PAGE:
that John was properly served and made a party to the dissolution proceedings.
However, I believe that issue is irrelevant to this case. Although
the dissolution court could not determine Johns rights in the house without joining
John, it could determine, as between James and Rita, what assets are in
the marital pot.
In July 1997, Rita filed a Motion to Join John as a party
pursuant to Trial Rule 20(A)(2).
She mailed a copy of this motion
to James counsel by first class mail, but she did not serve John
with a copy of the motion and issued no summons. The final
hearing on the parties dissolution took place in January 1998. During the
first day of a two-day hearing, John was called as a witness by
Rita. John made no objection to being called as a witness, and
The trial court found that John was a necessary party to the litigation
pursuant to Trial Rule 20(A)(2) and, when it filed the dissolution decree in
August of 1998, ruled for the first time that he was joined as
a party. John unsuccessfully filed a Motion to Correct Errors claiming the
trial court erred by joining him as a party.
Vadas v. Vadas,
728 N.E.2d 250, 255 (Ind. Ct. App. 2000). The Court of Appeals
concluded that John voluntarily waived any objection to personal jurisdiction because he voluntarily
appeared in court and participated in the proceedings by testifying as a witness
without objection. Id. at 256. As a result, the Court of
Appeals held that John was precluded from challenging the trial courts personal jurisdiction
over him. Id.
In my view, John was never added as a party by the trial
court. Indiana Trial Rule 4 provides that [t]he court acquires jurisdiction over
a party or person who under these rules commences or joins in the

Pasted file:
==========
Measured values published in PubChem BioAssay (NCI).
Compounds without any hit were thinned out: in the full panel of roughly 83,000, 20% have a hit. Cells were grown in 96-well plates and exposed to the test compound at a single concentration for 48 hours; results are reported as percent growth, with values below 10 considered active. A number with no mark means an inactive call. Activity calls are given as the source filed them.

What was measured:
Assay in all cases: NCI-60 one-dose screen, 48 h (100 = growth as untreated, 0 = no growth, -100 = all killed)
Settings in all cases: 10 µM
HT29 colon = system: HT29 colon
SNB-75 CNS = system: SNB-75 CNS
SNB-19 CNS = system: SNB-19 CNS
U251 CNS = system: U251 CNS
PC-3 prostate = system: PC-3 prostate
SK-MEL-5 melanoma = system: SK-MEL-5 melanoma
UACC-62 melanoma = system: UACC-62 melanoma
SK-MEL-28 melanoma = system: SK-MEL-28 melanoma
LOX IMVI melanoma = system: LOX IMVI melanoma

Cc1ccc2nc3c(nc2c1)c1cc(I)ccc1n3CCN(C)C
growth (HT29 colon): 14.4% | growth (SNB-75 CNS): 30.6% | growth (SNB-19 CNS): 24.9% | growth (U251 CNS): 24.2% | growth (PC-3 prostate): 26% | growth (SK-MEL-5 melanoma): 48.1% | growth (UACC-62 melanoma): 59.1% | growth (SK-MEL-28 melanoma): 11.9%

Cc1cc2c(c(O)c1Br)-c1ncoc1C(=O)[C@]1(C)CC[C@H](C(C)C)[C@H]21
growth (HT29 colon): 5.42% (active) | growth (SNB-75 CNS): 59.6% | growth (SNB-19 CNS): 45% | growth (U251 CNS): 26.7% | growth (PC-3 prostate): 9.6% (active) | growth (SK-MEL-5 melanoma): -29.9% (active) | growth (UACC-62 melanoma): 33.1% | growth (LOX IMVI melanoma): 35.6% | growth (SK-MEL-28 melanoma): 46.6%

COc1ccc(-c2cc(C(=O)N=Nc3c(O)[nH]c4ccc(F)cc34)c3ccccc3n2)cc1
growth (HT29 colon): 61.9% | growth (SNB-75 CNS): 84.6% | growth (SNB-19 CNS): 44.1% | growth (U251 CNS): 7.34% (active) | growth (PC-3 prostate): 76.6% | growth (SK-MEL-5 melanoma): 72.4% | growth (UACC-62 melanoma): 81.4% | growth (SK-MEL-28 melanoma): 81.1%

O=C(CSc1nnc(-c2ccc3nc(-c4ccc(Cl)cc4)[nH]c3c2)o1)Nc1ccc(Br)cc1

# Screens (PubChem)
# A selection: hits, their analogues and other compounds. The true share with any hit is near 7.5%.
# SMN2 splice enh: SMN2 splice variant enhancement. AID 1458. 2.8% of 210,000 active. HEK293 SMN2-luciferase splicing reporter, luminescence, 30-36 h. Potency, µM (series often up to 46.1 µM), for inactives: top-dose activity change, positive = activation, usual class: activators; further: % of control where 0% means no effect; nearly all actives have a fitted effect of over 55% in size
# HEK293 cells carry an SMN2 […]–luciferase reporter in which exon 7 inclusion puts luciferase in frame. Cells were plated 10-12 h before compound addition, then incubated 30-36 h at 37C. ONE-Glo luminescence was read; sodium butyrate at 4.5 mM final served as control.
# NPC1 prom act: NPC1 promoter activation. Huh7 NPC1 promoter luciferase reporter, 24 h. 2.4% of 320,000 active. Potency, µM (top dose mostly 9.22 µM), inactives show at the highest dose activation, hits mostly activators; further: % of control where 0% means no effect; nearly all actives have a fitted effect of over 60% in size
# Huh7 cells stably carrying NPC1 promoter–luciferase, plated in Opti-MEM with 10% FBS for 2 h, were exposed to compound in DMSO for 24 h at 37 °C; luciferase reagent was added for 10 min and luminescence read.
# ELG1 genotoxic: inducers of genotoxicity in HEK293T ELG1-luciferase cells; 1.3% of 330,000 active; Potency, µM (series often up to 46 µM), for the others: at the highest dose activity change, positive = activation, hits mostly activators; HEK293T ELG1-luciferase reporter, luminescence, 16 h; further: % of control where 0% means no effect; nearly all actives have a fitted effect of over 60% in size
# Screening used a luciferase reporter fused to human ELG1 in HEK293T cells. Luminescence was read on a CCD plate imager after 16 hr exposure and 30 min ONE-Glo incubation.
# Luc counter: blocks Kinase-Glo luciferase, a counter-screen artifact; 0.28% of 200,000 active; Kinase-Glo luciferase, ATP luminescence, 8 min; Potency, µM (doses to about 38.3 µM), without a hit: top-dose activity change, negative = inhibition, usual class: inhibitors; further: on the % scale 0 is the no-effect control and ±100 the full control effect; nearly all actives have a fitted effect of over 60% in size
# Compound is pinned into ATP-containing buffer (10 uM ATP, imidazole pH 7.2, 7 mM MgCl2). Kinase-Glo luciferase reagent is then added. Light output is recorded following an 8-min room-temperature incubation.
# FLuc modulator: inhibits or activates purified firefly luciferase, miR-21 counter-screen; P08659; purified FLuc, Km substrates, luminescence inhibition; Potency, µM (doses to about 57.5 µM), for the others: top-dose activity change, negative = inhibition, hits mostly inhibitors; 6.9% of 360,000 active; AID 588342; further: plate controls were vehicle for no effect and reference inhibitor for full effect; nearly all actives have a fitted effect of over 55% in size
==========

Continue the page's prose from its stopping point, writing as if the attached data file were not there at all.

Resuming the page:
action, is served with summons or enters an appearance, or who is subjected
to the power of the court under any other law. Ind. Trial
Rule 4. John meets none of these tests. He did not
commence or join the action, he was never served with a summons, and
he did not enter an appearance. There is no statute authorizing this
procedure to add a party.
The parties cite no Indiana precedent for the proposition that testifying as a
witness without objection at a trial subjects a witness or his property to
the jurisdiction of the trial court, and I know of none. Indeed,
in my view, this procedure violated Johns due process and due course of
law rights guaranteed by the federal and state constitutions. The minimal requirements
of due process are notice reasonably calculated to apprise an interested party of
the pendency of the action, Matter of Murray, 266 Ind. 221, 223, 362
N.E.2d 128, 129 (1977), the opportunity to present evidence on ones behalf,
Anderson Fed. Sav. & Loan Assn v. Guardianship of Davidson, 173 Ind. App.
549, 555, 364 N.E.2d 781, 784 (1977), the opportunity to cross-examine witnesses,
Armes v. Pierce Governor Co., Inc., 121 Ind. App. 566, 575, 101 N.E.2d
199, 203-04 (1951), and the opportunity to be fully heard, Neill v. Ridner,
153 Ind. App. 149, 155, 286 N.E.2d 427, 430 (1972). These rights
apply to third parties who are needed to adjudicate an issue, just as
they do to any other party to a proceeding. Anderson, 173 Ind.
App. at 556, 364 N.E.2d at 785. Because John was never given
the benefit of any of the procedures required by Trial Rule 4, he
was not put on notice that his rights were being adjudicated. Formal